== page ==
Institute of Information and Communication Technologies (ITACA)

The PersonalizeAF project improves the quality of life of patients with atrial fibrillation

Maria S. Guillem, researcher of the COR (Cardiac Oriented Research) group, has coordinated this European project to increase the effectiveness of treatments for patients with atrial fibrillation (AF).

«The PersonalizeAF project has made significant progress in developing more effective and personalised treatments for patients with atrial fibrillation (AF), the most common cardiac arrhythmia in Europe, with the aim of improving their quality of life. This improvement has included the education and technical training of highly qualified professionals, innovate research and technology transfer».

This is how María S. Guillem, researcher in the COR (Cardiac Oriented Research) group at ITACA-UPV and coordinator of the project, values the work carried out in PersonalizeAF (Personalized Therapies for Atrial Fibrillation. A Translational Approach), recently finished, and which has been funded by the EU’s Marie Curie H2020 programme.

The research, which lasted 48 months, was based on the reality that atrial fibrillation (AF) affects more than 6 million Europeans and is expected to double in prevalence over the next 40 years. In fact, the cost associated with AF exceeds 1% of European healthcare systems, reaching 13.5 billion euros per year.

«Despite advances in treatment strategies, there were no protocols or procedures to individualise therapies for each patient» says the deputy director of ITACA-UPV.

In this context, 18 collaborators including universities, hospitals and companies from different parts of Europe have participated in a multidisciplinary programme that has included research and training in new technologies and innovative strategies for the treatment of AF from different perspectives.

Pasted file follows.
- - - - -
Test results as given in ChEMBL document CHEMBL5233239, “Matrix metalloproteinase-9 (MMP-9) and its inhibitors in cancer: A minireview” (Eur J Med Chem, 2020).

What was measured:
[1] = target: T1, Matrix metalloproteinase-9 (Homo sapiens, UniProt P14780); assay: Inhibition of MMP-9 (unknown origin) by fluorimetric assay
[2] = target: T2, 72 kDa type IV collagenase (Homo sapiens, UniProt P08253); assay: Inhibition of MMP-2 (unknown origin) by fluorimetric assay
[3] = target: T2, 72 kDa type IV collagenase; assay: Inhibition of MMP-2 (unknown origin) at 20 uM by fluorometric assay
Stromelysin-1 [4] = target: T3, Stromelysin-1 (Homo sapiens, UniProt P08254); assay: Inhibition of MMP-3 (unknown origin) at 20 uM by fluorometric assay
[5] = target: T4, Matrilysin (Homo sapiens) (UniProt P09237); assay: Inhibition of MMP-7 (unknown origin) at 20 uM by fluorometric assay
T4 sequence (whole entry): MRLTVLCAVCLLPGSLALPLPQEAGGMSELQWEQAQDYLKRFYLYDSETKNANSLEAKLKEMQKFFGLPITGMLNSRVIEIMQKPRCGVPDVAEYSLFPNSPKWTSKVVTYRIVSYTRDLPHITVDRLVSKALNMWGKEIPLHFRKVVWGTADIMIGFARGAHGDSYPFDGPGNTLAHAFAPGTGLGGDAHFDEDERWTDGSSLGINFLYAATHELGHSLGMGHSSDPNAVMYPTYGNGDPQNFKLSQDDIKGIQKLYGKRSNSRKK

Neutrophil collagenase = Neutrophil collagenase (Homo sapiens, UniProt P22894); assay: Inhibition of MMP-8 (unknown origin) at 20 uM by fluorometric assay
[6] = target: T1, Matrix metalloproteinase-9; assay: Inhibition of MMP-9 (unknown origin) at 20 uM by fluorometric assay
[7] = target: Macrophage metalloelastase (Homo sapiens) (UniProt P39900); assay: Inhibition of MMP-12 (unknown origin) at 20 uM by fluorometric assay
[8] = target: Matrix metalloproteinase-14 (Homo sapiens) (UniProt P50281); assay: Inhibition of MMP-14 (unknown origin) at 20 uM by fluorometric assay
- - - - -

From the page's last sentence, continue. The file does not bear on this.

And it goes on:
In fact, leading institutions such as the Università di Bologna, the Oxford University and the Karlsruher Institut für Technologie have been part of the programme, and their participation has been crucial to the success of the project.

«AF is a pathology that causes an irregular and often abnormally fast heart rate, affecting each patient differently. This worsens quality of life and drastically reduces life expectancy, underlining the need to personalise cardiovascular therapies,» explains Guillem.

Meeting of different project partners

Research details

From a scientific perspective, we have integrated data and knowledge from animal and human trials in various contexts (in vitro, in silico, ex vivo and in vivo). This holistic approach has made it possible to identify the mechanisms and characteristics of the disease, understand the effect of various therapies, create specific patient profiles and determine the best treatment.

The project has also promoted the systematic analysis of both pharmacological and surgical treatments, creating a decision-support platform that predicts the best therapeutic option for each AF patient.

«By using artificial intelligence, signal processing and stem cell research, we have personalised treatments, created new diagnostic methods and optimised patient management,» says Carlos Fambuena, Early Stage Researcher in the PersonalizeAF project and PhD student in the COR group.

In addition to research advances, PersonalizeAF has developed an innovative doctoral training programme to train 15 researchers in critical areas such as biomedical engineering, cardiology and medical technologies. This highly selective programme has provided participants with specialised knowledge and practical skills to address the most pressing challenges in the field of AF.

«Our objective has been to train a new generation of leaders in cardiology and personalised medicine, equipped to develop effective and personalised solutions for each patient,» says Dr Guillem of ITACA-UPV.

Finally, María Guillem highlighted that the results obtained in the project «represent a significant advance in the search for more effective and personalised treatments, improving the quality of life of millions of patients affected by this disease».

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